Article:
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Tongue sander

Not that.
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In my various DIYings around the house, it often happens that I need to make two pieces of wood meet. Quite often, they are not entirely straightforward: for example, a mitred skirting board that's in a skewey corner, or a mantlepiece that needs to fit snugly against a non-flat wall.

In some cases, there are easy solutions (eg, butt the two pieces as close as possible; scribe a line on one piece a fixed distance from the other, then cut away the excess). Often, though, it's a case of offering the wood up, seeing where it needs to be shaved by a fraction, shaving it down, repeating, repeating... A good carpenter can do it faster, but most of us aren't great carpenters.

The Tongue Sander is designed to address this problem. Imagine a handheld power tool rather like an electric chisel/scraper, with a blade that oscillates in and out at high speed and with small travel. Fine.

Now the blade. The blade (which is disposable) is basically a stiff but flexible strip of double-sided abrasive. It could be a flexible metal strip with abrasive coating on each side, or something more like two sheets of sandpaper back-to-back, but stiffened with plastic strips between the abrasive layers. Other options are possible. The point is that it's a thin flexible tongue of double-sided abrasive.

To use, just offer up the two pieces of wood, with the tongue between them. Switch on, and use the tongue to abrade away the points that are "pinching". After a few moments, the two pieces will be perfectly contoured to one another, separated only by the thickness of the tongue. Withdraw the tongue (please do not pun at this point), and move the pieces together to create a near-perfect joint.

In some cases, you might only want to sand one side of the joint: fine, there are "single sided tongues" available. There are even some existing tools that might be able to use a special blade like this.

MaxwellBuchanan, Mar 03 2008

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       Hm. Sounds like an interesting approach, but won't you end up over-sanding by the thickness of the blade? Or does that just allow room for the glue?
DrCurry, Mar 03 2008
  

       You will indeed oversand by the blade thickness, but in most cases that's not an issue - after sanding, you withdraw the blade and slide the piece 2 millimetres to the side to close the gap.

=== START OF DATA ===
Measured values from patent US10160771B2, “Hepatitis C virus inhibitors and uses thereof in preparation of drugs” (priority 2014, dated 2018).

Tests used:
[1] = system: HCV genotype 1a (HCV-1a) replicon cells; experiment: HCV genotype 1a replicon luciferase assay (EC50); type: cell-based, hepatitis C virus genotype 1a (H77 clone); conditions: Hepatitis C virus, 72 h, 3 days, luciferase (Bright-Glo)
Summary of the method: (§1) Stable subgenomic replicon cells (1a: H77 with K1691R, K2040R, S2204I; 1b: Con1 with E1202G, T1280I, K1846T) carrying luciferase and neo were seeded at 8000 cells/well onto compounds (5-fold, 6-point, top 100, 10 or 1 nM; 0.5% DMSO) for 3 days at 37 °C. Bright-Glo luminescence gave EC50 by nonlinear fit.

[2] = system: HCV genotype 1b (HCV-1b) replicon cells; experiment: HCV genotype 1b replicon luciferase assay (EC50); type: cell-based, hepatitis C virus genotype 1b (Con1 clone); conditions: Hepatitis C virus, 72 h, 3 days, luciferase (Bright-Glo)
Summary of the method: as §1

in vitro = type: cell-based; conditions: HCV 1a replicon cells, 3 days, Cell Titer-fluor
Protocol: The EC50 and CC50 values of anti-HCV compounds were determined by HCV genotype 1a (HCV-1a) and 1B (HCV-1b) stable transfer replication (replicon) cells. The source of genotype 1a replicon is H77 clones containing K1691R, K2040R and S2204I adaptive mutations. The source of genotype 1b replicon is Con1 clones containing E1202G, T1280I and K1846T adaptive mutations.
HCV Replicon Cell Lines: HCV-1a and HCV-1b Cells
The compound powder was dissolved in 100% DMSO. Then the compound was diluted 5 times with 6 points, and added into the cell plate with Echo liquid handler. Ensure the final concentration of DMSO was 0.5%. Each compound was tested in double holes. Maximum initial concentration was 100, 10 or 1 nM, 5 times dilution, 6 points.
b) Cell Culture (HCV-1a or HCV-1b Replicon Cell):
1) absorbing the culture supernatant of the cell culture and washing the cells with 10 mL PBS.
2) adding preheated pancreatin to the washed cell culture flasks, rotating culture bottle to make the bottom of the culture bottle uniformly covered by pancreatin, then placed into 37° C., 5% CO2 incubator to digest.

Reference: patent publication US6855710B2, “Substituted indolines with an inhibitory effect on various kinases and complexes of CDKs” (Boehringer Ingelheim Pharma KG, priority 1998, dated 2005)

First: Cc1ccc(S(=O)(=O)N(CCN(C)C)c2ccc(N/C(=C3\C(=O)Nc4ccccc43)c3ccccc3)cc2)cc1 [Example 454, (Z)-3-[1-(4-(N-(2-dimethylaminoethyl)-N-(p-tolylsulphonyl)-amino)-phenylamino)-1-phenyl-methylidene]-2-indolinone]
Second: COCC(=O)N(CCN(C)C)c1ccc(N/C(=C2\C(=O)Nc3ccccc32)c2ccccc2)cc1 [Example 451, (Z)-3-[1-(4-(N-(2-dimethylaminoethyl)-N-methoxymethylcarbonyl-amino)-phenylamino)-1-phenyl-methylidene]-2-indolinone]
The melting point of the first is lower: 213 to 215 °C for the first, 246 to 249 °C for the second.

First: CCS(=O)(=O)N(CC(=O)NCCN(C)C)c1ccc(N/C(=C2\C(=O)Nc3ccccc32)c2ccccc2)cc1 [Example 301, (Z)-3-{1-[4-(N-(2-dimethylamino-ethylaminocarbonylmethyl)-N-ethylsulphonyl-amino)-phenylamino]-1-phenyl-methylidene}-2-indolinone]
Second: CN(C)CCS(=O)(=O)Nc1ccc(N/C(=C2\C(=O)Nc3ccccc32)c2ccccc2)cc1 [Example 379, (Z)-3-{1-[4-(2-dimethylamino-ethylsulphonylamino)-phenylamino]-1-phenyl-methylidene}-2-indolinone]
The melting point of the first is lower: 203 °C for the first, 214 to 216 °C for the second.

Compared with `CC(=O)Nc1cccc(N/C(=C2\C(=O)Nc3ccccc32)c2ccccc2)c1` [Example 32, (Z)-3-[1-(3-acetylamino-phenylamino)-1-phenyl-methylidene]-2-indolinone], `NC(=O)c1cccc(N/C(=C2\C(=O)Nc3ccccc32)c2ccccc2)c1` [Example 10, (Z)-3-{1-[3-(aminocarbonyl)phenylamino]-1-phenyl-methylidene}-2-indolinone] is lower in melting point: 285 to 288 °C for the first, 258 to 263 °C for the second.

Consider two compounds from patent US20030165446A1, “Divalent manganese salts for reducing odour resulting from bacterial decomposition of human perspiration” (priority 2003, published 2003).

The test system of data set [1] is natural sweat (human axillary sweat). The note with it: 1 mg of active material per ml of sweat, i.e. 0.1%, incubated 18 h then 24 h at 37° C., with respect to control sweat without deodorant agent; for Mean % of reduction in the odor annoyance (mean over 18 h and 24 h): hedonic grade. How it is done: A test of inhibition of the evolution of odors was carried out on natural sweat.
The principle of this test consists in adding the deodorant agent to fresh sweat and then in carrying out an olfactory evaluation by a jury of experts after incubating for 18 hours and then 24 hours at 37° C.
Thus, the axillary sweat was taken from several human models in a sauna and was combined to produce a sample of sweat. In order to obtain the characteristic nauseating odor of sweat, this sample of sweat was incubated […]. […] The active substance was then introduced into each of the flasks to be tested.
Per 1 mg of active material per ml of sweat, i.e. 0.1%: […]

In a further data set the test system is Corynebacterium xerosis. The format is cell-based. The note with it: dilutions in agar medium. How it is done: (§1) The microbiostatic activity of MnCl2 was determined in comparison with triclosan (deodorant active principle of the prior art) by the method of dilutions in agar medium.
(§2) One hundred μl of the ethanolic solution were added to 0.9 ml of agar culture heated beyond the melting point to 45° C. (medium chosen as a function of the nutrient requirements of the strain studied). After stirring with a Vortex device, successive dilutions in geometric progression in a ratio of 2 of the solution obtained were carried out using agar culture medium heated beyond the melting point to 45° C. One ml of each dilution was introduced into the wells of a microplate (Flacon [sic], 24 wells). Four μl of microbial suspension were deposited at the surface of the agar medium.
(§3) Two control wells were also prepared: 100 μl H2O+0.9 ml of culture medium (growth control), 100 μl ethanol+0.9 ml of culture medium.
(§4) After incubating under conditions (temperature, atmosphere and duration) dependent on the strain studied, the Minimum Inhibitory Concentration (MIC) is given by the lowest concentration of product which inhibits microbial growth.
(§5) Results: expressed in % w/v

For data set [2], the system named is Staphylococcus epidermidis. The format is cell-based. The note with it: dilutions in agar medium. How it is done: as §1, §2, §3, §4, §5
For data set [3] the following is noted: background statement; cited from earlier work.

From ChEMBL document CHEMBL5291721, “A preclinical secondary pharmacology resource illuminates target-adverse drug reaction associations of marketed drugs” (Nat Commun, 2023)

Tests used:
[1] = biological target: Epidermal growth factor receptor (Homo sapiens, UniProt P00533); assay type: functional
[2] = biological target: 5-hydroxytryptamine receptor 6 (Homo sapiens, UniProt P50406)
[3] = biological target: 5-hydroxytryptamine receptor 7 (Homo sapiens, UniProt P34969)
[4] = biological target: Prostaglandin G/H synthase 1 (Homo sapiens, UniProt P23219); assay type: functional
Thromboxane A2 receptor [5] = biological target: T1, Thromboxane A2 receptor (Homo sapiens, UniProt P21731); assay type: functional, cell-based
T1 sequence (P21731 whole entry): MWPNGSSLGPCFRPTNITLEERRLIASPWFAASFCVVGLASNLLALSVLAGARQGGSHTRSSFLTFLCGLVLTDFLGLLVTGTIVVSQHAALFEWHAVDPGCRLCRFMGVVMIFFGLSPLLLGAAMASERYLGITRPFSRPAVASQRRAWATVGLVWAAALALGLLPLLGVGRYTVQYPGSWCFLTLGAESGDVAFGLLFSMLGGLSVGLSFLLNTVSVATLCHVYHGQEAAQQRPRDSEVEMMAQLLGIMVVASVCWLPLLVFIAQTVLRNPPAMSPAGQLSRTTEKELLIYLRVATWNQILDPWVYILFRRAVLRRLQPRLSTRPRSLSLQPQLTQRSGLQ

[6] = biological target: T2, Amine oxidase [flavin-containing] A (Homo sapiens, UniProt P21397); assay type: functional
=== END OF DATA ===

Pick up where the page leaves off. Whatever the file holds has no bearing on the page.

Depends, of course, on the situation: if you're fitting a piece between two others, you'll wind up with one blade-thickness gap split between the two joints.
MaxwellBuchanan, Mar 03 2008
  

       Another way to do this would be to coat one partner (preferably the more moblile) with a thin coat of abrasive-contining glue. Then, affix a rapid vibrator to this piece, using the piece itself to sand itself into place. If some garnet power winds up in the joint it is all good.
bungston, Mar 03 2008
  

       Nice, could be an attachment for a Saws-All, or is that too much motion?
MisterQED, Mar 04 2008
  

       Need it.   

       Great idea, easily bakable into a jigsaw blade. Break the plastic handle off a metal nail file (fingernail) and shape it to match a jigsaw blade. The file is less than 1mm thick. Ideal for making things from animal horn.
marklar, Mar 04 2008
  

       //easily bakable into a jigsaw blade.// I think the jigsaw itself might be an awkward shape - you'd want something closer to an electric screwdriver or electric chisel, for maneuverability in corners. But, agreed, a sanding-tongue blade could be made or adapted for a jigsaw.
MaxwellBuchanan, Mar 04 2008
  

       I agree with the awkwardness factor, but you could clamp it upside down in a vice and move the wood instead. An electric toothbrush might be ideal for small jobs, or you could risk stealing something for the missus's goody drawer.   

       disclaimer: improper use may lead to shortened/sharpened/shiny fingernails and/or teeth.
marklar, Mar 04 2008
  

       good idea. or you can caulk the inside surfaces for a squish n' fit. If I am reading this right.
dentworth, Mar 04 2008
  

       //Ekstrom / Carlson do an industrial version.// A tongue sander?   

       //or you can caulk the inside surfaces for a squish n' fit.// Yes, but it's much more satisfying to get a hair-thin joint you can seal with paint.
MaxwellBuchanan, Mar 04 2008
  

       Promoted with this slogan: "A Tongue With Teeth" (I used to work in advertising - can you tell?) +
xenzag, Mar 04 2008
  

       [UB] could you rustle up a link with an image?
MaxwellBuchanan, Mar 04 2008
  
      
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